1975.04.01: Killer Cop (Red Tide)

Killer Cop

Red Tide #17
April 1975

Killer Cop
[By Michael Letwin]

The killing of a young Chicano here 1½ years ago was acquitted early last month of all charges. In December of 1973, a Chicano youth named Martin Aguyao was killed at Belmont High School by a “security guard” who shot him through the head.

Aguyao was unarmed, but had been told to leave the school by the guard who then claimed that his gun “accidentally discharged.” Early last month, the guard, William Garcia, who still works for the L.A. School District, was acquitted in a trial for the murder. He had been prosecuted under a federal civil rights law. The federal prosecution took place after the L.A. County District Attorney had refused to prosecute the case.

“DEATH BY ACCIDENT”

Aguyao had attended Belmont High a couple of years before his death, and still had a brother there. On Dec. 11, 1973, the day he was killed, Aguyao came across the security guard, Garcia, who tried to arrest him on the misdemeanor charge of loitering on school grounds. Supposedly, Garcia’s gun accidentally fired in a scuffle that began while the two men were on their way to the principal’s office. The security guard claims that he had previously warned Aguyao to stay away from the school. Garcia later claimed that Aguyao had said that he had a gun and that the youth was going to kill him.

SOME INTERESTING QUESTIONS

There are a couple obvious questions about Garcia’s story that were raised at the time of the killing. The first is how the gun went off[,] when security guards carry their weapons in shoulder or hip holsters under their jackets? The second is that even assuming that the gun in this position could have gone off, how could it have hit Aguyao directly in the forehead? In answer to all this, Garcia now claims that because of Aguyao’s threat to him, he had pulled a gun.

ANOTHER STORY

When the incident originally happened in 1973, Frank Gonzales of the L.A. School District’s Security Guard Unit said that security guards do not have the right to arrest anyone without the express permission of the principal. He also gave a conflicting story on the shooting itself, saying that it had taken place in the guard’s office, and not in the school halls, where previously reported.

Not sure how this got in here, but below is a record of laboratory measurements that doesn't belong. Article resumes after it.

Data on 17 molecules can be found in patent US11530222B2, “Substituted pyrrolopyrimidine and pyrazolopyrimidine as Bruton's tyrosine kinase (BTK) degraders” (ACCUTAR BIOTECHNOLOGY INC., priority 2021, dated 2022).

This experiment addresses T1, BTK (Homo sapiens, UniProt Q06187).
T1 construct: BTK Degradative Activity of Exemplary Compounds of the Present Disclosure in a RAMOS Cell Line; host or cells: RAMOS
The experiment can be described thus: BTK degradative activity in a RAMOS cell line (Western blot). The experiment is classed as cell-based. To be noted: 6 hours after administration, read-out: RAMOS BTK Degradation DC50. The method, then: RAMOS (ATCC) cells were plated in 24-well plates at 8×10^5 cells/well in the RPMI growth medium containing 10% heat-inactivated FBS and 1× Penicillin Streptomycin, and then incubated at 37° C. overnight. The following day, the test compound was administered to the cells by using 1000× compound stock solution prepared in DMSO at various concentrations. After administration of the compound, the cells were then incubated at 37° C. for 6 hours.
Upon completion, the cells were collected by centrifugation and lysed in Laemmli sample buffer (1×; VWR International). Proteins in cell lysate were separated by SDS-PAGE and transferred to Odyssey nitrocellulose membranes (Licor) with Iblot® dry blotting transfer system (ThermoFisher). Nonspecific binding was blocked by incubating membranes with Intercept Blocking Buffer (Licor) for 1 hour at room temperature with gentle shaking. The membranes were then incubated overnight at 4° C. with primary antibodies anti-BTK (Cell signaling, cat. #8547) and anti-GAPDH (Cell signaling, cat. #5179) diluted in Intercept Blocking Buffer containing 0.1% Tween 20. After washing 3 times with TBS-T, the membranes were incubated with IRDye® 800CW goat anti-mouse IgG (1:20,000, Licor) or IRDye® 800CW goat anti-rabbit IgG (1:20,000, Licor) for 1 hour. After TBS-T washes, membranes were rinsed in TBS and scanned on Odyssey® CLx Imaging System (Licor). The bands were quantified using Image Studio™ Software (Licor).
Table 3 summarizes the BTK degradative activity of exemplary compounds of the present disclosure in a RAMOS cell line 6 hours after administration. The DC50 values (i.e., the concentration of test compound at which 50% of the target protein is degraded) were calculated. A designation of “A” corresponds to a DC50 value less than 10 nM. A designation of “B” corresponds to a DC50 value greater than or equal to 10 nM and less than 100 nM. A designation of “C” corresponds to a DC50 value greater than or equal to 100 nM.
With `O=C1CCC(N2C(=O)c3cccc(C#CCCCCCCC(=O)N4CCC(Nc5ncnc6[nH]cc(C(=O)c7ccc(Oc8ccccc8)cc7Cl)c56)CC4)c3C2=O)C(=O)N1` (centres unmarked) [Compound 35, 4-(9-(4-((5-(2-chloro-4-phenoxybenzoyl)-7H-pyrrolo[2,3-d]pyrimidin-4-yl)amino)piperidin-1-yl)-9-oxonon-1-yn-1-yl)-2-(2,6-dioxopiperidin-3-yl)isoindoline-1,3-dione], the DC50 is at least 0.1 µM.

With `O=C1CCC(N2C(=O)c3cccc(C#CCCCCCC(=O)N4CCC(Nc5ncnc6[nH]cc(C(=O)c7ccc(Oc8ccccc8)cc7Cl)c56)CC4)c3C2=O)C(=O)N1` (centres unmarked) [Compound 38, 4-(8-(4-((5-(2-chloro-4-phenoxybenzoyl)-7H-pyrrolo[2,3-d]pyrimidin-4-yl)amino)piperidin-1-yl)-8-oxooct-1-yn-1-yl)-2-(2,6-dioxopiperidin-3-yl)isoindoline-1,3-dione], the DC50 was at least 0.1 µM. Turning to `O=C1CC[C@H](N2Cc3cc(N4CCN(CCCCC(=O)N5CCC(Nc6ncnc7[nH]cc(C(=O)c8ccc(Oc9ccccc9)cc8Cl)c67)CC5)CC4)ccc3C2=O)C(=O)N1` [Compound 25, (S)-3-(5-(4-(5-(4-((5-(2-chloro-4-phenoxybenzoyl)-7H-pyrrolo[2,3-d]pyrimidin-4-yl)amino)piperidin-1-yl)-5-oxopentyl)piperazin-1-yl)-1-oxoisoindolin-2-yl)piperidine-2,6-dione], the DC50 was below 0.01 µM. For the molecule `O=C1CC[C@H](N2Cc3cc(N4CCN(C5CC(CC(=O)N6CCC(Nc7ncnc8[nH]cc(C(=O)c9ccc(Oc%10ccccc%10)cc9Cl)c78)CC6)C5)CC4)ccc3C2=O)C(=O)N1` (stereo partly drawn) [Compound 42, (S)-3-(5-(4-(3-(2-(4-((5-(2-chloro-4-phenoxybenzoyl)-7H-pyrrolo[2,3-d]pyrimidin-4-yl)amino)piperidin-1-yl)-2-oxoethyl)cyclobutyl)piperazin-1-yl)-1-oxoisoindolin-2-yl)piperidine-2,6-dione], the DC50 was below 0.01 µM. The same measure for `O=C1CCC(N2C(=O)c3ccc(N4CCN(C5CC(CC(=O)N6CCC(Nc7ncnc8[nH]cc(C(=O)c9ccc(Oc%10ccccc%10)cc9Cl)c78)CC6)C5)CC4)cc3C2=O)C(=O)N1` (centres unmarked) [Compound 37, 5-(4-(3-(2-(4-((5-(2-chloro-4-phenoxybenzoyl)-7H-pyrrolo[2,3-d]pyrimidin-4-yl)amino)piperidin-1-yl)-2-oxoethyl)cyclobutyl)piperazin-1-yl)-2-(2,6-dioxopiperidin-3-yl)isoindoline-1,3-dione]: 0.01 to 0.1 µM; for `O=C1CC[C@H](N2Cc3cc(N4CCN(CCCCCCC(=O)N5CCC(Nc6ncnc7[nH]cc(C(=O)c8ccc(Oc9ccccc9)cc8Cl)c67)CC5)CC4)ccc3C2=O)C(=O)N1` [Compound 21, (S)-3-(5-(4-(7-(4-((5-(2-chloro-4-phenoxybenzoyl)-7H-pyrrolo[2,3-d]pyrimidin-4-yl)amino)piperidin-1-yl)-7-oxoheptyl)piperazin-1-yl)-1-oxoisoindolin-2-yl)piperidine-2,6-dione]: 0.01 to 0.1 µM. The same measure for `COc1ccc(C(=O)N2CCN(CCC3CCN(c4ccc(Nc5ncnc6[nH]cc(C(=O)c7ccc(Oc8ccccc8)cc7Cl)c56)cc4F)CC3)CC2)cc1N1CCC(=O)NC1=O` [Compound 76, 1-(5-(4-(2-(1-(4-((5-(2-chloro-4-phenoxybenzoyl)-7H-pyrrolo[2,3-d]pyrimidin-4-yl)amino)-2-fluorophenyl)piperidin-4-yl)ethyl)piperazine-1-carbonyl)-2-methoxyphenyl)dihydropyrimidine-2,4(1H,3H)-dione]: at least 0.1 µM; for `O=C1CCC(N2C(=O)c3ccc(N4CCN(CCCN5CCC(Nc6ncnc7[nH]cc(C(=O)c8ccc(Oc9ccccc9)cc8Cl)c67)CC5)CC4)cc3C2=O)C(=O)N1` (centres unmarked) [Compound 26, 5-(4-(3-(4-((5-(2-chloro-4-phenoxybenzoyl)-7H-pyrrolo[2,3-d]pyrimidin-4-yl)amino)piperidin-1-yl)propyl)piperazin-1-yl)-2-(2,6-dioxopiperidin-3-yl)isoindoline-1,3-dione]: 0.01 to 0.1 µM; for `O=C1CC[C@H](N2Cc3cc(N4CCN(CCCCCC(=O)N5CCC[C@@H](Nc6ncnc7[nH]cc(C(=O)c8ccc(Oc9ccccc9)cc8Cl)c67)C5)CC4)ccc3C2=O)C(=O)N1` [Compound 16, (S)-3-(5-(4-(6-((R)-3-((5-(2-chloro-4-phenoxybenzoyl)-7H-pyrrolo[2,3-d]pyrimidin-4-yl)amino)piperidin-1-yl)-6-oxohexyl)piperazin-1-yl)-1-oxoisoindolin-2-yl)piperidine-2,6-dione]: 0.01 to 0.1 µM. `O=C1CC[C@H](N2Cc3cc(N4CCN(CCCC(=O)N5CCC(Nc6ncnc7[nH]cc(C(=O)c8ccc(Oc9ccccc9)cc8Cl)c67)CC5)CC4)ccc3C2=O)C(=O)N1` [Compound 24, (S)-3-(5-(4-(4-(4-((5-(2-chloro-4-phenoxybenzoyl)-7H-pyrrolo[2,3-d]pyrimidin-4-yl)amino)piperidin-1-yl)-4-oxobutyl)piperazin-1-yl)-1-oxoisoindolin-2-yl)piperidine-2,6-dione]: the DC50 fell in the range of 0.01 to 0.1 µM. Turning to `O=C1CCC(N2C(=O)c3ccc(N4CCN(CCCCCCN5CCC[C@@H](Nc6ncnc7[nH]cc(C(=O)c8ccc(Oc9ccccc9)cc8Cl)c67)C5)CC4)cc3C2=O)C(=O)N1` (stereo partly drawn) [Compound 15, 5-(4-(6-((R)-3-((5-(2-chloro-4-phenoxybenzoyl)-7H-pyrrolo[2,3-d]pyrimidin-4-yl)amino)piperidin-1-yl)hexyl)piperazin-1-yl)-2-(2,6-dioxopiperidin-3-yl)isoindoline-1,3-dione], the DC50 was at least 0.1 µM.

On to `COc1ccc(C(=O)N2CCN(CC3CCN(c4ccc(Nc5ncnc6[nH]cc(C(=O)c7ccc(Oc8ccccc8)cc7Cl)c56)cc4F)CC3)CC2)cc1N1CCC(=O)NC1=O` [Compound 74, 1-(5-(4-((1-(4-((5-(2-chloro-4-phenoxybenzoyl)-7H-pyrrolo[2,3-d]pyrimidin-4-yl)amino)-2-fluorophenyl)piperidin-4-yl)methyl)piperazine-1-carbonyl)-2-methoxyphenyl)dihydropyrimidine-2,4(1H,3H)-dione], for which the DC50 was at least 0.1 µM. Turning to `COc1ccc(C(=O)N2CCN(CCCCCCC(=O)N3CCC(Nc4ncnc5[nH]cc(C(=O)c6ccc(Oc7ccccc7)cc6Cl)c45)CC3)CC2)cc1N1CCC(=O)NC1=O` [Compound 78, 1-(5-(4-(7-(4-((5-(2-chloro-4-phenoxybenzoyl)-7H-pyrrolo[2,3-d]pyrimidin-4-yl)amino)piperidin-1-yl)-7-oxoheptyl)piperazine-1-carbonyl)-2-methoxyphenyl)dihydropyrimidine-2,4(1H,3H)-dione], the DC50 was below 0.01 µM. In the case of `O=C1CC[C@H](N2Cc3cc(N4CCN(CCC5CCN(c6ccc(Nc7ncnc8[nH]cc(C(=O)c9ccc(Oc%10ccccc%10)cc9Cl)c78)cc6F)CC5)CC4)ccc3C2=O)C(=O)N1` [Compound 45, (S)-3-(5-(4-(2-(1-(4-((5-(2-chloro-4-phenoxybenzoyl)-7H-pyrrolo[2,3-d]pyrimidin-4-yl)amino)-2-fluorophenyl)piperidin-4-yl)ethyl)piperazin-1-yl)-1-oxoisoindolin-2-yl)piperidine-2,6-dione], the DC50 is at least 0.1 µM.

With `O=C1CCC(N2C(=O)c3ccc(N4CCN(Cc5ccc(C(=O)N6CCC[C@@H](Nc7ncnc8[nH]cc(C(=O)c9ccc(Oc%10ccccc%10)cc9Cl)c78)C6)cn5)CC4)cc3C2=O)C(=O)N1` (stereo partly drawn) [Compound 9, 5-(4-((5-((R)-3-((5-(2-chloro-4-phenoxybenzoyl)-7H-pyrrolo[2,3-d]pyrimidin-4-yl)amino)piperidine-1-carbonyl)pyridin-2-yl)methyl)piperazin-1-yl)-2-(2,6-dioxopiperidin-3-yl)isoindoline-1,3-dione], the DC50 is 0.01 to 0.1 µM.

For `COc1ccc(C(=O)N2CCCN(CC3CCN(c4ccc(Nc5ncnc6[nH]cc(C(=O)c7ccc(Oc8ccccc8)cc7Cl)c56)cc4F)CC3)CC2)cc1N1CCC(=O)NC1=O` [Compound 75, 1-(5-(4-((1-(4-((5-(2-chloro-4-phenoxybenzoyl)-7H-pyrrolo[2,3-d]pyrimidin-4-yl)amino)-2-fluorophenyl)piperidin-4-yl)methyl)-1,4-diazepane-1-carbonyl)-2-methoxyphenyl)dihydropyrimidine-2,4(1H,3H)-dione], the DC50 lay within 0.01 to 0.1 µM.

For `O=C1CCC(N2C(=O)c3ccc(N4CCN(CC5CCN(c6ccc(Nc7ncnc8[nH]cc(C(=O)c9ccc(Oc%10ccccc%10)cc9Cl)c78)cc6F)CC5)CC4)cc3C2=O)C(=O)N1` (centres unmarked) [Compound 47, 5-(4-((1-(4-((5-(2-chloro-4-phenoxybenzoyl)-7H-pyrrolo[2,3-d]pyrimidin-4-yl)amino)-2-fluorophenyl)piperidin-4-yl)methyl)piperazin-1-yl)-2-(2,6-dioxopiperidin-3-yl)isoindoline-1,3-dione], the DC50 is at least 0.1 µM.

NOT PRINCIPAL’S BUSINESS

The day of the killing, 200 students at Belmont High walked out. On the 17th of December 1973, Ernest Naumann, the school principal[,] was asked about the shooting by some parents and students at a Community Advisory Council meeting. When Naumann finally responded[,] he admitted that he did not keep in touch with the procedures or actions of the security guards on campus, that in fact he did not regard it as his business.

A LOT OF “MISTAKES”

Some people will wonder why we even write and print this story. The number of times that black and [L]atin youth have been killed by cops or security guards at schools is uncountable, always of course “by mistake.”

Even on the extremely rare occasion that a cop has been found guilty, the worst that usually happens to them is a suspension or expulsion from the force. This is true because of the fact that part of a cop’s job is to kill people — especially when they are non-white or workers — to maintain what this society calls “order.”

The only thing that cops in the schools accomplish is more incidents like this, more dead young people. [In] Los Angeles, the police motto reads, “To protect and serve.” This is obviously true. The question is: to protect and serve whom?

[Historical Note: The Red Tide was a revolutionary high school underground newspaper and youth organization that existed from 1971-1981. See: http://theredtide.wordpress.com/]

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